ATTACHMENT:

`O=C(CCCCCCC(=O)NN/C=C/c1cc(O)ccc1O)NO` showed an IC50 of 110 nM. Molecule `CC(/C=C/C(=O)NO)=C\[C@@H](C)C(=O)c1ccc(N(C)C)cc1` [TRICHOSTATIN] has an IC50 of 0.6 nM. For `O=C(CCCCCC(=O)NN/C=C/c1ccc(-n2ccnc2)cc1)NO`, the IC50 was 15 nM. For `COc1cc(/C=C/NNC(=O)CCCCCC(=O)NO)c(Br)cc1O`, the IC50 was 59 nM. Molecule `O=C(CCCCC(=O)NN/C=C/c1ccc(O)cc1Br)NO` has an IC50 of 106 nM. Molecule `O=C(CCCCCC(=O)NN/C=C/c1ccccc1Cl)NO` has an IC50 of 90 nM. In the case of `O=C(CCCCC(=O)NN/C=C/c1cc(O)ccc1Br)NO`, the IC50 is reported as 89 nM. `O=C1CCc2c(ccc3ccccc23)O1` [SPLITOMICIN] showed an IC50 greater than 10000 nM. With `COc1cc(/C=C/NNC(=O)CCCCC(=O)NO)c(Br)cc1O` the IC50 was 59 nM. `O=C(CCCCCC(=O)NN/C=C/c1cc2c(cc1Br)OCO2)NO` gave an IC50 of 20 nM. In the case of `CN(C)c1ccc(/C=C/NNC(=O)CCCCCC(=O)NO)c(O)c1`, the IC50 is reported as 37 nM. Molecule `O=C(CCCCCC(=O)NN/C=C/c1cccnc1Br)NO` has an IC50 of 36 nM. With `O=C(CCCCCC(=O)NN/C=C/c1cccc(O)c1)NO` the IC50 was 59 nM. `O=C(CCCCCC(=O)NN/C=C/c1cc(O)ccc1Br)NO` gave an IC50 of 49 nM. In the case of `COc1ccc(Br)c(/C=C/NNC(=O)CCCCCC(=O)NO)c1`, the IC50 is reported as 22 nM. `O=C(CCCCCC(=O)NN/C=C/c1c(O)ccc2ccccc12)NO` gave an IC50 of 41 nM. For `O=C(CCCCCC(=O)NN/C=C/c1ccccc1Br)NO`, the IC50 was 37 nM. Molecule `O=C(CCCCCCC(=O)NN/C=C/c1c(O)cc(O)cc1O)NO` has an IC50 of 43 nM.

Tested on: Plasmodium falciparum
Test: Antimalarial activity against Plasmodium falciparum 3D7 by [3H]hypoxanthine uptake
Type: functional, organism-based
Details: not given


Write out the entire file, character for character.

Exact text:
`O=C(CCCCCCC(=O)NN/C=C/c1cc(O)ccc1O)NO` showed an IC50 of 110 nM. Molecule `CC(/C=C/C(=O)NO)=C\[C@@H](C)C(=O)c1ccc(N(C)C)cc1` [TRICHOSTATIN] has an IC50 of 0.6 nM. For `O=C(CCCCCC(=O)NN/C=C/c1ccc(-n2ccnc2)cc1)NO`, the IC50 was 15 nM. For `COc1cc(/C=C/NNC(=O)CCCCCC(=O)NO)c(Br)cc1O`, the IC50 was 59 nM. Molecule `O=C(CCCCC(=O)NN/C=C/c1ccc(O)cc1Br)NO` has an IC50 of 106 nM. Molecule `O=C(CCCCCC(=O)NN/C=C/c1ccccc1Cl)NO` has an IC50 of 90 nM. In the case of `O=C(CCCCC(=O)NN/C=C/c1cc(O)ccc1Br)NO`, the IC50 is reported as 89 nM. `O=C1CCc2c(ccc3ccccc23)O1` [SPLITOMICIN] showed an IC50 greater than 10000 nM. With `COc1cc(/C=C/NNC(=O)CCCCC(=O)NO)c(Br)cc1O` the IC50 was 59 nM. `O=C(CCCCCC(=O)NN/C=C/c1cc2c(cc1Br)OCO2)NO` gave an IC50 of 20 nM. In the case of `CN(C)c1ccc(/C=C/NNC(=O)CCCCCC(=O)NO)c(O)c1`, the IC50 is reported as 37 nM. Molecule `O=C(CCCCCC(=O)NN/C=C/c1cccnc1Br)NO` has an IC50 of 36 nM. With `O=C(CCCCCC(=O)NN/C=C/c1cccc(O)c1)NO` the IC50 was 59 nM. `O=C(CCCCCC(=O)NN/C=C/c1cc(O)ccc1Br)NO` gave an IC50 of 49 nM. In the case of `COc1ccc(Br)c(/C=C/NNC(=O)CCCCCC(=O)NO)c1`, the IC50 is reported as 22 nM. `O=C(CCCCCC(=O)NN/C=C/c1c(O)ccc2ccccc12)NO` gave an IC50 of 41 nM. For `O=C(CCCCCC(=O)NN/C=C/c1ccccc1Br)NO`, the IC50 was 37 nM. Molecule `O=C(CCCCCCC(=O)NN/C=C/c1c(O)cc(O)cc1O)NO` has an IC50 of 43 nM.

Tested on: Plasmodium falciparum
Test: Antimalarial activity against Plasmodium falciparum 3D7 by [3H]hypoxanthine uptake
Type: functional, organism-based
Details: not given